Twenty-five years of research using implicit measures

Bertram Gawronski, Jan De Houwer, Jeffrey W. Sherman

Research output: Contribution to journalReview articlepeer-review

10 Scopus citations

Abstract

The year 2020 marks the 25th anniversary of two seminal publications that have set the foundation for an exponentially growing body of research using implicit measures: Fazio, Jackson, Dunton, and Williams's (1995) work using evaluative priming to measure racial attitudes, and Greenwald and Banaji's (1995) review of implicit social cognition research that served as the basis for the development of the Implicit Association Test (IAT). The current article provides an overview of (1) two conceptual roots that continue to shape interpretations of implicit measures; (2) conflicting interpretations of the term implicit; (3) different kinds of dissociations between implicit and explicit measures; (4) theoretical developments inspired by these dissociations; and (5) research that used implicit measures to address domain-specific and applied questions. We conclude with a discussion of challenges and open questions that remain to be addressed, offering guidance for the next generation of research using implicit measures.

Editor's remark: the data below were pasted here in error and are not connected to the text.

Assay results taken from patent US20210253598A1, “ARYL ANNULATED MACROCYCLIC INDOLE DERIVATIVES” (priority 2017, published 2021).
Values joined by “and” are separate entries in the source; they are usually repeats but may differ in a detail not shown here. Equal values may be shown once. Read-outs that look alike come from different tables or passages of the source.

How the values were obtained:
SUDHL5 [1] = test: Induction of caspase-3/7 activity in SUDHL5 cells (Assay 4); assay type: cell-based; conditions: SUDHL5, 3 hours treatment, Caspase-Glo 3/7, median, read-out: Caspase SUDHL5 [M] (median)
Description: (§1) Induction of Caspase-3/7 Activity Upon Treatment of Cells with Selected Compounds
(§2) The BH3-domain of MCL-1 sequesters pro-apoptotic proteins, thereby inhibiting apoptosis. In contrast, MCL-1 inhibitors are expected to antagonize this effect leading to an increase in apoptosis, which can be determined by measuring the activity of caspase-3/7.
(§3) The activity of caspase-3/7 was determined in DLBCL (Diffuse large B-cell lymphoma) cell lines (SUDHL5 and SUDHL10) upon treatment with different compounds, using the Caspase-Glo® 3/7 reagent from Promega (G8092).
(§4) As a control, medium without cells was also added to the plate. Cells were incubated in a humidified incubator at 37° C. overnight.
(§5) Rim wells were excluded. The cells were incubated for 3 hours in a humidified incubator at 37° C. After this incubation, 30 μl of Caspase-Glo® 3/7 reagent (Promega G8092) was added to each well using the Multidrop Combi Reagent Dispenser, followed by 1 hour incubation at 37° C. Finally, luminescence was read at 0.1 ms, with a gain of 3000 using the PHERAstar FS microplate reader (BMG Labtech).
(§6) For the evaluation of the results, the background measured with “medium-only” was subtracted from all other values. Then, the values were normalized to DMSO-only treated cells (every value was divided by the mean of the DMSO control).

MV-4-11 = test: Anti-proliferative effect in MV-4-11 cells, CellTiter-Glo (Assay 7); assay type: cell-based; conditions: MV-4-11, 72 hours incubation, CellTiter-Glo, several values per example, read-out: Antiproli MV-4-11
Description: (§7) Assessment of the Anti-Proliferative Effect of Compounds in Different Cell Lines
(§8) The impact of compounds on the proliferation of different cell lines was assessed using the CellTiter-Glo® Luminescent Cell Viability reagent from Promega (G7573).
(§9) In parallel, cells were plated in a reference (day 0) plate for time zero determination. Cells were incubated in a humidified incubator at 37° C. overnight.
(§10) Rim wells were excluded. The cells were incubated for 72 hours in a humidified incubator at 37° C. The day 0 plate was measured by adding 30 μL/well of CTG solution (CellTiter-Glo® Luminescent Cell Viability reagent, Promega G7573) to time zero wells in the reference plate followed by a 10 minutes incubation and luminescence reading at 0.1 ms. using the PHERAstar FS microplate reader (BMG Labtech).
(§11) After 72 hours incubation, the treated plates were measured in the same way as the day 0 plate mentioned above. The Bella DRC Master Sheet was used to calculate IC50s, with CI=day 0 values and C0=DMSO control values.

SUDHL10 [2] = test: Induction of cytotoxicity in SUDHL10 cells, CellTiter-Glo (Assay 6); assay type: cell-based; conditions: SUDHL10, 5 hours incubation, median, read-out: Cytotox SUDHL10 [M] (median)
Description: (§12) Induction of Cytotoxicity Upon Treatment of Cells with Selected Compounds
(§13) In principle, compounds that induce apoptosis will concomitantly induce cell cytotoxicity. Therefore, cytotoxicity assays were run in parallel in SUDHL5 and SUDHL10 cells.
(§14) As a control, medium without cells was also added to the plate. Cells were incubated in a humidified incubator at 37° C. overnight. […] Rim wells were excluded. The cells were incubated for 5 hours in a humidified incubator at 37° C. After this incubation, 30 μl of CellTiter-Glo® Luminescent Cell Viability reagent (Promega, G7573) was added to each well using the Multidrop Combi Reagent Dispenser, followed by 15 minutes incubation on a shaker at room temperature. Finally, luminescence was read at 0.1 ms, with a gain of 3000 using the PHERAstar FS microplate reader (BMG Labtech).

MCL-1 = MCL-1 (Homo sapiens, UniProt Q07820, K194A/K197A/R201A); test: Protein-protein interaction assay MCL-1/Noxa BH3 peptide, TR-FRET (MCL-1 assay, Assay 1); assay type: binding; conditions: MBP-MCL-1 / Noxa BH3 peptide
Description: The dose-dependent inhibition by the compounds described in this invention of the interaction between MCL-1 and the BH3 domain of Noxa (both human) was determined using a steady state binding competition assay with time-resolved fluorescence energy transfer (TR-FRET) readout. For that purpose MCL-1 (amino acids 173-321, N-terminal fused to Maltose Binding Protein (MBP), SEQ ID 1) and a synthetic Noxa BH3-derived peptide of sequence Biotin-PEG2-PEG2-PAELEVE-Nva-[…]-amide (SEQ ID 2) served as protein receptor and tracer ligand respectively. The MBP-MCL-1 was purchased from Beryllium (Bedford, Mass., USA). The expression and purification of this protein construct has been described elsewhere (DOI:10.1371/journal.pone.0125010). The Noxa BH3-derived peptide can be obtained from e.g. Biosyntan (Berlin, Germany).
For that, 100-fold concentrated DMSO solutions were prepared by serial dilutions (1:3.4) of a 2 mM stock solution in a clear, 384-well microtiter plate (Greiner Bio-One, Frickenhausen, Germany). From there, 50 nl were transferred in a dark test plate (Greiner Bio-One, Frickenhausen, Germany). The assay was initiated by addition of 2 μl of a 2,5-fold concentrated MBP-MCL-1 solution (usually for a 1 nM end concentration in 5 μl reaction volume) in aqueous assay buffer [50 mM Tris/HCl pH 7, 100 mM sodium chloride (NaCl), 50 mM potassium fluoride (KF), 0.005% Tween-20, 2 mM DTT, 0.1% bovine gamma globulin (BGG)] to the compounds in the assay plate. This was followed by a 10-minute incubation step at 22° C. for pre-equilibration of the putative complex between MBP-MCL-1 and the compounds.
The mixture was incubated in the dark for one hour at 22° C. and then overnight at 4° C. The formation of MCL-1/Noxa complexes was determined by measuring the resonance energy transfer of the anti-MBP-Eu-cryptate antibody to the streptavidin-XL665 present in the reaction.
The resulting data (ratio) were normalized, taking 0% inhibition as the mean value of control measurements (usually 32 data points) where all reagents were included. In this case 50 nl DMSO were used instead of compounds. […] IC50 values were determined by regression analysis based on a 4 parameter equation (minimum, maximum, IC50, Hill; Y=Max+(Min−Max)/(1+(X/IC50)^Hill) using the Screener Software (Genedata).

Original languageEnglish (US)
Pages (from-to)S1-S25
JournalSocial Cognition
Volume38
DOIs
StatePublished - Nov 2020

Keywords

  • Dual-process theory
  • Implicit measures
  • Implicit social cognition
  • Mental representation
  • Science history

ASJC Scopus subject areas

  • Social Psychology
  • Developmental and Educational Psychology

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